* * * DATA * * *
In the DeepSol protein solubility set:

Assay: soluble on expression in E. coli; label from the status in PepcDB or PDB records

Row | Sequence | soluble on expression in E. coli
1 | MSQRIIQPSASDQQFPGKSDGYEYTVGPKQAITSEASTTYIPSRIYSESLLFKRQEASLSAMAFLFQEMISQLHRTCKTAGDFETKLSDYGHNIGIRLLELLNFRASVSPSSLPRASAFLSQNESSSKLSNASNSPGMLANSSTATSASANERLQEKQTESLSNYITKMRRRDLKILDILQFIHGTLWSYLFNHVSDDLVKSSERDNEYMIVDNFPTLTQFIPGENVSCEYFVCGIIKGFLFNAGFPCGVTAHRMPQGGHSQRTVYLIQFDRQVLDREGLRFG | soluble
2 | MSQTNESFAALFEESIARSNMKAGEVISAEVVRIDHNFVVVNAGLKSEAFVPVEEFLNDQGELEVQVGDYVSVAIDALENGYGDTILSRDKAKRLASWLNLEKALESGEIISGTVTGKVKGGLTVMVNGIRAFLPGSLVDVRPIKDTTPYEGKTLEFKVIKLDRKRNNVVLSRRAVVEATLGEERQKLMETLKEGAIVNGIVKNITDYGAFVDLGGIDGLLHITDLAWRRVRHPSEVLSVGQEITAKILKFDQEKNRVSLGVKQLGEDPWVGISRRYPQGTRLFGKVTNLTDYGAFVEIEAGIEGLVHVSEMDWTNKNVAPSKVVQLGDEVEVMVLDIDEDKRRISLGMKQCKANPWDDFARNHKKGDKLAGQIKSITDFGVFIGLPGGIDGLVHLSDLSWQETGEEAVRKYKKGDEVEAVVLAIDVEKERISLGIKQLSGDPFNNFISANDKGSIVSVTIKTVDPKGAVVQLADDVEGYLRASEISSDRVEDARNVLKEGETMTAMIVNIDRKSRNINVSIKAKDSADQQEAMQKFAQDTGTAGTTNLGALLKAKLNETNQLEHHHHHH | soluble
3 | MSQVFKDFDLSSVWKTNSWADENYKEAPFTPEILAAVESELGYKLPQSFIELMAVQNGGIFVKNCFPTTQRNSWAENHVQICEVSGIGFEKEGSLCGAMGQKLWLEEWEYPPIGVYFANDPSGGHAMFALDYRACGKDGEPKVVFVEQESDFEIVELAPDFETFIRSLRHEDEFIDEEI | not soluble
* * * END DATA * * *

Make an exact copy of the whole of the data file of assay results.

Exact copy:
In the DeepSol protein solubility set:

Assay: soluble on expression in E. coli; label from the status in PepcDB or PDB records

Row | Sequence | soluble on expression in E. coli
1 | MSQRIIQPSASDQQFPGKSDGYEYTVGPKQAITSEASTTYIPSRIYSESLLFKRQEASLSAMAFLFQEMISQLHRTCKTAGDFETKLSDYGHNIGIRLLELLNFRASVSPSSLPRASAFLSQNESSSKLSNASNSPGMLANSSTATSASANERLQEKQTESLSNYITKMRRRDLKILDILQFIHGTLWSYLFNHVSDDLVKSSERDNEYMIVDNFPTLTQFIPGENVSCEYFVCGIIKGFLFNAGFPCGVTAHRMPQGGHSQRTVYLIQFDRQVLDREGLRFG | soluble
2 | MSQTNESFAALFEESIARSNMKAGEVISAEVVRIDHNFVVVNAGLKSEAFVPVEEFLNDQGELEVQVGDYVSVAIDALENGYGDTILSRDKAKRLASWLNLEKALESGEIISGTVTGKVKGGLTVMVNGIRAFLPGSLVDVRPIKDTTPYEGKTLEFKVIKLDRKRNNVVLSRRAVVEATLGEERQKLMETLKEGAIVNGIVKNITDYGAFVDLGGIDGLLHITDLAWRRVRHPSEVLSVGQEITAKILKFDQEKNRVSLGVKQLGEDPWVGISRRYPQGTRLFGKVTNLTDYGAFVEIEAGIEGLVHVSEMDWTNKNVAPSKVVQLGDEVEVMVLDIDEDKRRISLGMKQCKANPWDDFARNHKKGDKLAGQIKSITDFGVFIGLPGGIDGLVHLSDLSWQETGEEAVRKYKKGDEVEAVVLAIDVEKERISLGIKQLSGDPFNNFISANDKGSIVSVTIKTVDPKGAVVQLADDVEGYLRASEISSDRVEDARNVLKEGETMTAMIVNIDRKSRNINVSIKAKDSADQQEAMQKFAQDTGTAGTTNLGALLKAKLNETNQLEHHHHHH | soluble
3 | MSQVFKDFDLSSVWKTNSWADENYKEAPFTPEILAAVESELGYKLPQSFIELMAVQNGGIFVKNCFPTTQRNSWAENHVQICEVSGIGFEKEGSLCGAMGQKLWLEEWEYPPIGVYFANDPSGGHAMFALDYRACGKDGEPKVVFVEQESDFEIVELAPDFETFIRSLRHEDEFIDEEI | not soluble